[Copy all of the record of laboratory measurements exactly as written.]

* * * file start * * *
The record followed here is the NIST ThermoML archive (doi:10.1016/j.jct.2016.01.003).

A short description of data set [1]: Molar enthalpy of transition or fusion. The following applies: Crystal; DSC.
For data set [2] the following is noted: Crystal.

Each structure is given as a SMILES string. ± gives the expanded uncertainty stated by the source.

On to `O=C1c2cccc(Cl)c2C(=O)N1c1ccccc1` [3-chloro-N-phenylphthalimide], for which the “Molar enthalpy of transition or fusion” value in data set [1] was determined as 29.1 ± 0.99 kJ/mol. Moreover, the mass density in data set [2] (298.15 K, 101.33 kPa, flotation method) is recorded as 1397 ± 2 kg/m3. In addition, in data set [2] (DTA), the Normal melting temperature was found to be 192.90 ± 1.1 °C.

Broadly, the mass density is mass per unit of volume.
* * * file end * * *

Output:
The record followed here is the NIST ThermoML archive (doi:10.1016/j.jct.2016.01.003).

A short description of data set [1]: Molar enthalpy of transition or fusion. The following applies: Crystal; DSC.
For data set [2] the following is noted: Crystal.

Each structure is given as a SMILES string. ± gives the expanded uncertainty stated by the source.

On to `O=C1c2cccc(Cl)c2C(=O)N1c1ccccc1` [3-chloro-N-phenylphthalimide], for which the “Molar enthalpy of transition or fusion” value in data set [1] was determined as 29.1 ± 0.99 kJ/mol. Moreover, the mass density in data set [2] (298.15 K, 101.33 kPa, flotation method) is recorded as 1397 ± 2 kg/m3. In addition, in data set [2] (DTA), the Normal melting temperature was found to be 192.90 ± 1.1 °C.

Broadly, the mass density is mass per unit of volume.